Ukraine Picks Fight with Belarus in Favor of West: Izvestia

The leaders of Ukraine and Lithuania have agreed “to support Belarusian civil society.” According to Lithuanian President Gitanas Nauseda, Ukrainian leader Vladimir Zelensky promised to join the EU’s package of sanctions against Belarusian officials, TASS reports citing Izvestia.

However, despite its assurances, Kiev has changed its mind at the last minute, refusing to introduce restrictions against Belarus, considering its close trade ties with Minsk, Izvestia reports. The newspaper looks at why Ukraine decided to pick a fight with Belarus, which has always supported Kiev.

Minsk is completely justified in taking offense at the behavior of their Ukrainian colleagues, the newspaper notes. When the military conflict in eastern Ukraine erupted, Belarus took on a neutral position, trying to act as a mediator to solve the conflict and providing a platform for negotiations. The Minsk Agreements were signed in the Belarusian capital and formed the basis of the Donbass conflict regulation.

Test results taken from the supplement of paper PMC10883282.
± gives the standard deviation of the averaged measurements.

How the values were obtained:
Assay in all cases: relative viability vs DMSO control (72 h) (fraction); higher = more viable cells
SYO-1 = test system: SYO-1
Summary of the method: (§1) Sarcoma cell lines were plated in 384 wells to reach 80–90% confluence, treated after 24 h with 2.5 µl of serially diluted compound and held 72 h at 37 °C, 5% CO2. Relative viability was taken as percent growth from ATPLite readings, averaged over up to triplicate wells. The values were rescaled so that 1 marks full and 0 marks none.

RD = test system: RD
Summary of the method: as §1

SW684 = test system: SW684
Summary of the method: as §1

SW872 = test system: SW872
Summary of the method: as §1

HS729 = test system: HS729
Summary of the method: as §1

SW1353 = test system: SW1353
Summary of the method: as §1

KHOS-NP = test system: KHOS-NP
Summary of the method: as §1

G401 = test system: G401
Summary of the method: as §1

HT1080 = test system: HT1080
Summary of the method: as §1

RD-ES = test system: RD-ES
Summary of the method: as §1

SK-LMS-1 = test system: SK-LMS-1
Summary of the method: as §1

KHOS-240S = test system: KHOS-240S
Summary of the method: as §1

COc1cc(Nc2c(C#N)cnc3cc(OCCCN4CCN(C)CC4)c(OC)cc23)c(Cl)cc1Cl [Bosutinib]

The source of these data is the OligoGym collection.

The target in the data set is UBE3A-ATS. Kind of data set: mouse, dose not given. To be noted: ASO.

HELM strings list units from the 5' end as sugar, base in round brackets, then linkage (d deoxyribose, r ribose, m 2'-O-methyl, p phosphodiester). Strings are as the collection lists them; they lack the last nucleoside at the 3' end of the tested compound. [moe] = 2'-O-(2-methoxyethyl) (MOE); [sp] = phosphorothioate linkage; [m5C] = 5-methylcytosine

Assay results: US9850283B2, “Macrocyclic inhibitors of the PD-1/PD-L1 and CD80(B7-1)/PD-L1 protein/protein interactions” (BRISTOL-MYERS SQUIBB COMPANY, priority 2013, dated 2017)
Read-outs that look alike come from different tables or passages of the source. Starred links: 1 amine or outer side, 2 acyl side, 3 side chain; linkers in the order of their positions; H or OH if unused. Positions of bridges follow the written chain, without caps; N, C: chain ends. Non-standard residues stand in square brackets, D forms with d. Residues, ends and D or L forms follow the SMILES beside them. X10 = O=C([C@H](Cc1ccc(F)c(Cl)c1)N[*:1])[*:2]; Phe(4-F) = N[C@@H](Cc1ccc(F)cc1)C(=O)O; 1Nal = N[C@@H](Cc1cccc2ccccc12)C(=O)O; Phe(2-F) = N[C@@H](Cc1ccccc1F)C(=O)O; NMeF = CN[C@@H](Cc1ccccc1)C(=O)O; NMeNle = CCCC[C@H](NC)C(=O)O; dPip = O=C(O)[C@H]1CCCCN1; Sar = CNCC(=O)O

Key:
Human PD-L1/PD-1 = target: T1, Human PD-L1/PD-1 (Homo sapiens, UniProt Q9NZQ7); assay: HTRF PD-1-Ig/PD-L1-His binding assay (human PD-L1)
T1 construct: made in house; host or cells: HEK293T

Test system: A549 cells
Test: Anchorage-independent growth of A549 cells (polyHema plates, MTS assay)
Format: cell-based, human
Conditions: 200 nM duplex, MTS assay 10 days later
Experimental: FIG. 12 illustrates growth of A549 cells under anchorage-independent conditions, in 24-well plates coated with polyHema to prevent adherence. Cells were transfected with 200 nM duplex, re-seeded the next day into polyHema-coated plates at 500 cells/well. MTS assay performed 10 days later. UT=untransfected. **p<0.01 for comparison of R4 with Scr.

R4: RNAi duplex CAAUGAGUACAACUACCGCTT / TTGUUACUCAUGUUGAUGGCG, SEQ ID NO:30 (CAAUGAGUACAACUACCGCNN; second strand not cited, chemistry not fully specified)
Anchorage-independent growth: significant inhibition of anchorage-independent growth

“The Belarusian leader often named Ukraine’s rapprochement with the West as a negative example. Zelensky did not like that Lukashenko was becoming closer and closer with Moscow, while distancing itself from the West and Kiev. He had to react to that somehow. However, the Ukrainian president is trying to maintain some freedom to maneuver in order to carry on trade and diplomatic relations in case the situation in Minsk changes. Unlike the Poles and the Lithuanians, Zelensky does not want to burn bridges in case of any unexpected turns,” Russian International Affairs Council (RIAC) Director General Andrey Kortunov told Izvestia.

Senior Researcher at the Russian State University for the Humanities Alexander Gushchin noted that Zelensky’s foreign policy is similar to that of his predecessors. The political analyst added, however, that Kiev is unlikely to back up its rhetoric with actions.

“Belarus is an important trade partner for Ukraine. On some trade fundamentals, the Ukrainian economy depends on Belarusian export, so in this case, I don’t think there will be any large-scale sanctions from Kiev,” the expert said. “However, it will place itself in opposition to the political regime in Minsk.”